Perched atop North Manhattan’s Fort Tryon Park, with a view of the Hudson River below and cliffs of the Palisades across the way, The Cloisters houses one of the world's finest collections of medieval European art. The structure, assembled from Romanesque architecture and borrowings from Gothic cathedrals and abbeys, features chapel-like galleries, the repose of ornately carved tombs, unicorn tapestries, windows with centuries-old stained-glass panels, as well as cloistered gardens of fragrant herbs and spring crocus. In essence, what better place to hear 14 guitarists whose collective repertoire spans the Renaissance to right now. This year’s Guitar Marathon will be mostly unamped music and includes performances on the lute, oud, and pipa – all historic precursors of the guitar. Hosted by WNYC's John Schaefer, curated by the New York Guitar Festival's Artistic Director David Spelman, and presented in collaboration with MetLiveArts.
Saturday, May 14, 10 AM to 5:15 PM. We recommend arriving early, as large crowds are anticipated.
10:30–11:30 am: Colin Davin
11:30 am–12:30 pm: Nigel North
1–2 pm: Gyan Riley
2:30–3:30 pm: Ryley Walker
4 pm: Derek Gripper
12:30–1 pm: Simon Shaheen
2–2:30 pm: Alberta Khoury
3:30–4 pm: Marija Temo
Pontaut Chapter House:
1–2 pm: Ben Monder
4–5 pm: Dylan Carlson
Early Gothic Hall:
2–2:30 pm: Min Xiao-Fen
3–4 pm William Tyler
Trie Cloister Café:
11:30 am–12:30 pm: Vernon Reid & Laraaji
4 pm: Noveller
Lead guitarist and singer of the Seattle-based drone-metal band Earth. His solo project Drcarlsonalbion draws on inspirations found in British folklore and occult legends.
Currently on the faculty of the Cleveland Institute of Music, Colin Davin studied classical guitar with Sharon Isbin. His repertoire encompasses Rodrigo, Britten, and Castelnuovo-Tedesco.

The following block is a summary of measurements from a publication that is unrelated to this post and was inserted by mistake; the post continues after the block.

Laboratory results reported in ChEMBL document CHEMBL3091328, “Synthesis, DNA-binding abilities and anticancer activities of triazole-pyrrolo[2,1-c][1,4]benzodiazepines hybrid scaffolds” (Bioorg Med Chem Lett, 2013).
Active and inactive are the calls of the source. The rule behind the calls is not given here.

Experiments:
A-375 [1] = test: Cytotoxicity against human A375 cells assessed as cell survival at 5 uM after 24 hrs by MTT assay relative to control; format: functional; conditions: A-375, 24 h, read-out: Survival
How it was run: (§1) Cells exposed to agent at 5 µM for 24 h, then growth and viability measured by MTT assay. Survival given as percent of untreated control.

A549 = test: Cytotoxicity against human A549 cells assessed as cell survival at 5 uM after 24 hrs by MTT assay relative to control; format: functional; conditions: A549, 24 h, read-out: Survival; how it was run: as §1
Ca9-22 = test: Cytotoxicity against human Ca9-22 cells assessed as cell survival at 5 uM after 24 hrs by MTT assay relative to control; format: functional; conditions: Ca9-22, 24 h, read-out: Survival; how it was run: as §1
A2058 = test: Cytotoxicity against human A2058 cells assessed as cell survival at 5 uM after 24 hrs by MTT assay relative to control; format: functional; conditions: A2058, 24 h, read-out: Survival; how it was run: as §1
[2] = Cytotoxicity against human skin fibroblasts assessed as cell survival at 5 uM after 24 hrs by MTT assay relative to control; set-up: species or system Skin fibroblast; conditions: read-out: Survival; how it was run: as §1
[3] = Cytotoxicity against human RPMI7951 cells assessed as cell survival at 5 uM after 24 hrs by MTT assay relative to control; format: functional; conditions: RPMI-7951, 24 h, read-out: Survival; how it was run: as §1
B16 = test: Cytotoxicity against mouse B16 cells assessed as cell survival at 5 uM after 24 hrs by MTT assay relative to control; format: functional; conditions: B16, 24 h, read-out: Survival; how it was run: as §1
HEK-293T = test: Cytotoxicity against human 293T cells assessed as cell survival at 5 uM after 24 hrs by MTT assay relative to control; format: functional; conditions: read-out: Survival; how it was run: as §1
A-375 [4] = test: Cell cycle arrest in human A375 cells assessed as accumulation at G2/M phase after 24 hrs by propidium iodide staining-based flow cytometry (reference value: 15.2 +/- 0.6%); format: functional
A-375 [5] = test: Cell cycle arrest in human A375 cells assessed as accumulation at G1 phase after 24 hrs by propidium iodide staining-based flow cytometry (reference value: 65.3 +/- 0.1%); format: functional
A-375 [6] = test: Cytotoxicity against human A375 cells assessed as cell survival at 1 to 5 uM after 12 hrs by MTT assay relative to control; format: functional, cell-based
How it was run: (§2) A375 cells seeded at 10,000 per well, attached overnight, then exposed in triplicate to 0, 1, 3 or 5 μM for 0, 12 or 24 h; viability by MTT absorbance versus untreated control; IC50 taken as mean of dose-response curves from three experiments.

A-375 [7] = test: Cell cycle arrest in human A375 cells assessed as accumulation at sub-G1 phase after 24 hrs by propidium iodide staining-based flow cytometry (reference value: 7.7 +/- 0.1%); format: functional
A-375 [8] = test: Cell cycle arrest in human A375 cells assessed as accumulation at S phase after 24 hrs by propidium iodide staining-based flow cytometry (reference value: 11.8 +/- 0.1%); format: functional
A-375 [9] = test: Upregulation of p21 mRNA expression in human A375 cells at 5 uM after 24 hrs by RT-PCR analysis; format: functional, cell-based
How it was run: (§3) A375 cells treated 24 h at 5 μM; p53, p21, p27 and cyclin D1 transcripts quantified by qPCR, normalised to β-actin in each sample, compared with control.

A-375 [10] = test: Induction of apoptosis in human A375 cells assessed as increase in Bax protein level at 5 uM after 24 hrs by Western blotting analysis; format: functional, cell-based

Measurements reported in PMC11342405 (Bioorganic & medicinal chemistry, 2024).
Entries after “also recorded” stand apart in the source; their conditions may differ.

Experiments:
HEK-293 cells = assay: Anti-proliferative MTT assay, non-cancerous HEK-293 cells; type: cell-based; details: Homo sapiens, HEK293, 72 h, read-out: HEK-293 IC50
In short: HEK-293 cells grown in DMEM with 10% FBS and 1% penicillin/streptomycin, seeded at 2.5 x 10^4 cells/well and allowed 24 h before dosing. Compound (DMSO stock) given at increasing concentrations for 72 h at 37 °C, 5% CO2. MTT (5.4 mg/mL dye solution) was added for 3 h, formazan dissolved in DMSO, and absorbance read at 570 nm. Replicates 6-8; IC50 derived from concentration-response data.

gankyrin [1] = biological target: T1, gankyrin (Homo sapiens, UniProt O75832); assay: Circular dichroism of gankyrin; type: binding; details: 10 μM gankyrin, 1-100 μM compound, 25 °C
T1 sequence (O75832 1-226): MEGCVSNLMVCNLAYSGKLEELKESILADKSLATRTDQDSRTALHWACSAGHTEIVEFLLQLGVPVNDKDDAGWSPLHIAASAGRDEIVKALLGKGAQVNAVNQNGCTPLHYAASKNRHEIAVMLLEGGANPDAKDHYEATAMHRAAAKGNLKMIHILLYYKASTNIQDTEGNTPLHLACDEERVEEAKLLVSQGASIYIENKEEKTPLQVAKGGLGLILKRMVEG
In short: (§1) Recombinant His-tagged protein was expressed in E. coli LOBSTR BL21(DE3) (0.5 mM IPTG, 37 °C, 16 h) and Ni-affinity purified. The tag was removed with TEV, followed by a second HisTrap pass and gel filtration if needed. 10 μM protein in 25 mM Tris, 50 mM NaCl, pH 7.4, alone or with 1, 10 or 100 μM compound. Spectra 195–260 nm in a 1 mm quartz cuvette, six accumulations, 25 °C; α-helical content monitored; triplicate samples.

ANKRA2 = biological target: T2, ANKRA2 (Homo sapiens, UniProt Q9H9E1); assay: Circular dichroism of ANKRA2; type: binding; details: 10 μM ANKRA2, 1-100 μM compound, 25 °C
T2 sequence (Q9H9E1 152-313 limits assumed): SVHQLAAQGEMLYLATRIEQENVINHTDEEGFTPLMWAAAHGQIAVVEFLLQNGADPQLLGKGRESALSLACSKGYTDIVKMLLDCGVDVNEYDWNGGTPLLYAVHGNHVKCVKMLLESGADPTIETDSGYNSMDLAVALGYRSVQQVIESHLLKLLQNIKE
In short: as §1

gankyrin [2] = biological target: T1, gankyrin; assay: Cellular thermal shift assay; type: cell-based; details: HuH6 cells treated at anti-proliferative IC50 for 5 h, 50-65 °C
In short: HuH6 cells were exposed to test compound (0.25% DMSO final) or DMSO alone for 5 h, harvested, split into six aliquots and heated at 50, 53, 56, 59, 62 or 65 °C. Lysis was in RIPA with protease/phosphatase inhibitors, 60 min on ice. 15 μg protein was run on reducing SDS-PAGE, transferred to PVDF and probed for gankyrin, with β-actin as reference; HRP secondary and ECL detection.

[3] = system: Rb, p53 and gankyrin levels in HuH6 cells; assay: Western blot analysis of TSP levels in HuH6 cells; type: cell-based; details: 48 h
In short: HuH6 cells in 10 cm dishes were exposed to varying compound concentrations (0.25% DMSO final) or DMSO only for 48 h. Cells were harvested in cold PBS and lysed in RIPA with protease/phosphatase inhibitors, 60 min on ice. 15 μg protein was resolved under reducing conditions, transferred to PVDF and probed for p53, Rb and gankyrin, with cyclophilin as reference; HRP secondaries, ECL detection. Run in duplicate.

A South African making his first New York performance, Derek Gripper transcribes works for the 21-string kora to six-string guitar. His 2012 album One Night on Earth: Music for the Strings of Mali has been extolled for its “depthless beauty” and “dream-like improvisatory nature.”
A young Australian in her senior year at Juilliard, Ms. Khoury is getting to be known for the spiciness of her Bach interpretations. She studies guitar with Sharon Isbin.
Chinese folk songs, Beijing operas, the jazz of Monk and Basie, all infuse Min Xiao-Fen’s approach to the pipa, a four-stringed lute that dates back centuries. A native of Nanjing, she composes, improvises, sings, and continually expands the pipa repertoire.
A jazz artist equally at home in ethereal sonic structures and “noise,” Ben Monder has performed with iconic drummer Paul Motian, the singer Theo Bleckmann, and on the late David Bowie’s final album Blackstar.
Master of an instrument that gained popularity across Europe in Medieval times, Nigel North has recorded the complete lute works of English Renaissance composer John Dowland as well as transcribed Bach’s cello suites and solo violin works for the lute.
The cinematically conceived one-woman project by ambient guitarist Sarah Lipstate. Noveller begins where Brian Eno and Vini Reilly end, creating “chill” soundscapes that have a fierce emotional core.
Co-founder of the Black Rock Coalition and auteur of the metal-funk band Living Colour. Reid will play duets with the celestial multi-instrumentalist Laraaji.
Composer/guitarist Gyan Riley erases the boundaries between jazz, world music, and contemporary classical. He’s one-half of the chamber-folk duo Probosci, and has performed with Zakir Hussain, Dawn Upshaw, and his dad, the pianist/composer Terry Riley.
A Palestinian virtuoso of the oud (an ancient Middle Eastern instrument that pre-dates even the lute) Simon Shaheen plays traditional Arabic music as well as jazz fusion.
An adherent of traditional flamenco even as she pushes the genre in new directions, guitarist, singer, dancer, and rule-bender Marija Temo frequently performs with chamber ensembles and symphony orchestras. She appears in Sobre las Olas, a documentary on flamenco in the U.S.
An Appalachian otherworldliness permeates the music of Nashville’s William Tyler. Through intimate yet sonically cavernous structures, Tyler’s incantatory fingerstyle suggests John Fahey playing ragas.
With his 1970s-inspired debut album Primrose Green, young singer-songwriter Ryley Walker evokes the moody Brit pop vibe of Van Morrison, Nick Drake, and Tim Buckley.